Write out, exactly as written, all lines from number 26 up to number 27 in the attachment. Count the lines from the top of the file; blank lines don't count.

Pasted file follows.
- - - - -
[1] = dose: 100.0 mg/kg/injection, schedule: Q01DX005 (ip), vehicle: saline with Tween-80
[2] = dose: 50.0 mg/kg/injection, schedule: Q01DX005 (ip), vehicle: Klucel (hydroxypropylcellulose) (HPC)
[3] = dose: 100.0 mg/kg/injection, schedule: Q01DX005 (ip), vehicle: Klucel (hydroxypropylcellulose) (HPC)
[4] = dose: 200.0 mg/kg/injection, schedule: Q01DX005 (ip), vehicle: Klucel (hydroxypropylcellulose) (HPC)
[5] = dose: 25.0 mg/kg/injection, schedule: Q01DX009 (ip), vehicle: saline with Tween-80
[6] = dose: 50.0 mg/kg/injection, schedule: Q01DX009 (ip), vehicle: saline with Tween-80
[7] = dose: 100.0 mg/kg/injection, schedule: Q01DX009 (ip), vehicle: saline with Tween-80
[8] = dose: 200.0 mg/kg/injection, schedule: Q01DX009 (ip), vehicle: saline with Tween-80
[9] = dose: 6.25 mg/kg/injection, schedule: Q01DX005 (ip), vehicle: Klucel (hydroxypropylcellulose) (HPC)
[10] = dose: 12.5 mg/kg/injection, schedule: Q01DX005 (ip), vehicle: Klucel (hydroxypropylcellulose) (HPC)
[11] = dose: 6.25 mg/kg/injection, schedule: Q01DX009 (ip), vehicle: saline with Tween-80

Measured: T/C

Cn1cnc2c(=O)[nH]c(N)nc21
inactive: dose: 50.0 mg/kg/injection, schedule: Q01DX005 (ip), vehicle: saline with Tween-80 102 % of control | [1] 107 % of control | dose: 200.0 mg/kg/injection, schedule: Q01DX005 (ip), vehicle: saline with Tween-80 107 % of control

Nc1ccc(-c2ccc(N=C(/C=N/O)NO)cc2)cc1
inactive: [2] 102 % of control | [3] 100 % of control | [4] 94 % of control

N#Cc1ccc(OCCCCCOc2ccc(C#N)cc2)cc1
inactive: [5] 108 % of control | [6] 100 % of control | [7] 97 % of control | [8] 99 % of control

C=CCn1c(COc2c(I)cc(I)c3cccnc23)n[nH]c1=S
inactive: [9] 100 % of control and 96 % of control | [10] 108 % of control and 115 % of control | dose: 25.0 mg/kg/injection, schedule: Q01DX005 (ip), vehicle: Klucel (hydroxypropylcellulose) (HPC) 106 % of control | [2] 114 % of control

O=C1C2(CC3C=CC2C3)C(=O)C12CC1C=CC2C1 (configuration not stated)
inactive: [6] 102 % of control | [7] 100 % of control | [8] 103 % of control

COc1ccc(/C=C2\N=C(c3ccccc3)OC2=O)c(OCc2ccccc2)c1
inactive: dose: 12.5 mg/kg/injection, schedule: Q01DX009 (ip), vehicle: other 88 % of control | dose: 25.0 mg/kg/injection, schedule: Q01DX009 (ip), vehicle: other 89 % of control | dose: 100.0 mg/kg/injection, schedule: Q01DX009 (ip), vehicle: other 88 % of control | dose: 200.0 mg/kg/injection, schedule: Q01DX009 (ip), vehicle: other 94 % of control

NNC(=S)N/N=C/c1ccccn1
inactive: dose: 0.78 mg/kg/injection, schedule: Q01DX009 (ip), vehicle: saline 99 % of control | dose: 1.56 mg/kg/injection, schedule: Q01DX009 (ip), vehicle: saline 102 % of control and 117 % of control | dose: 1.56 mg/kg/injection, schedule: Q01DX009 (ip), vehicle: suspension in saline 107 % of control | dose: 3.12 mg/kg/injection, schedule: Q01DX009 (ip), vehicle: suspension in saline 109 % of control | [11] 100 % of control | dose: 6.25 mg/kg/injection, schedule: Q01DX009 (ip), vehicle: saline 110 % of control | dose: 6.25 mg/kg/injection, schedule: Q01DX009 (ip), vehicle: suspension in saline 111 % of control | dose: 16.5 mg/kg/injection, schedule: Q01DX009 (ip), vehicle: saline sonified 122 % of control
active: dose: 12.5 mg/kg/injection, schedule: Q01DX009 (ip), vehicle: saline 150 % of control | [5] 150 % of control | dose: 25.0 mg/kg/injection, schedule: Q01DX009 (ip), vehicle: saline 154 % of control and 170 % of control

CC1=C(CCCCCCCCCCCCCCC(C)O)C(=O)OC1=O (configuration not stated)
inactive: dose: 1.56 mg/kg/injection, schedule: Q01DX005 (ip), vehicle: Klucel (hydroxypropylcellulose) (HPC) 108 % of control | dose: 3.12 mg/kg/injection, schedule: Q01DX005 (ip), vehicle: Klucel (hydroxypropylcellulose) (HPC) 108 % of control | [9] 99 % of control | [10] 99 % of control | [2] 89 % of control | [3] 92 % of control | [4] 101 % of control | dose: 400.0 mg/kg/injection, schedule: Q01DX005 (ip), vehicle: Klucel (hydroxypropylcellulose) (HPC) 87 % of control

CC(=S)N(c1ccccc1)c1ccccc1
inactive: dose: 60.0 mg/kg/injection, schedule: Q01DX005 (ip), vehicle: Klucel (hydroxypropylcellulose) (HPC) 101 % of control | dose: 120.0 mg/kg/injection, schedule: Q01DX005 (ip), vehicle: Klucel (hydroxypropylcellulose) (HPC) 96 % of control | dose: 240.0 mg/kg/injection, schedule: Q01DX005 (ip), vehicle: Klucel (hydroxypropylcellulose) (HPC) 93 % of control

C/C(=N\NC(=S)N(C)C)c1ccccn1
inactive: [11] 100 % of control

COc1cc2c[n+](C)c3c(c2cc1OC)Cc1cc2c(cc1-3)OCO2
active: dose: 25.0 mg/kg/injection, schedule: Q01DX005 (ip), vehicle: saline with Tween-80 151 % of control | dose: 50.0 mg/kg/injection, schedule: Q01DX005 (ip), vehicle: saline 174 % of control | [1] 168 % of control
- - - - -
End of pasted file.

inactive: dose: 0.78 mg/kg/injection, schedule: Q01DX009 (ip), vehicle: saline 99 % of control | dose: 1.56 mg/kg/injection, schedule: Q01DX009 (ip), vehicle: saline 102 % of control and 117 % of control | dose: 1.56 mg/kg/injection, schedule: Q01DX009 (ip), vehicle: suspension in saline 107 % of control | dose: 3.12 mg/kg/injection, schedule: Q01DX009 (ip), vehicle: suspension in saline 109 % of control | [11] 100 % of control | dose: 6.25 mg/kg/injection, schedule: Q01DX009 (ip), vehicle: saline 110 % of control | dose: 6.25 mg/kg/injection, schedule: Q01DX009 (ip), vehicle: suspension in saline 111 % of control | dose: 16.5 mg/kg/injection, schedule: Q01DX009 (ip), vehicle: saline sonified 122 % of control
active: dose: 12.5 mg/kg/injection, schedule: Q01DX009 (ip), vehicle: saline 150 % of control | [5] 150 % of control | dose: 25.0 mg/kg/injection, schedule: Q01DX009 (ip), vehicle: saline 154 % of control and 170 % of control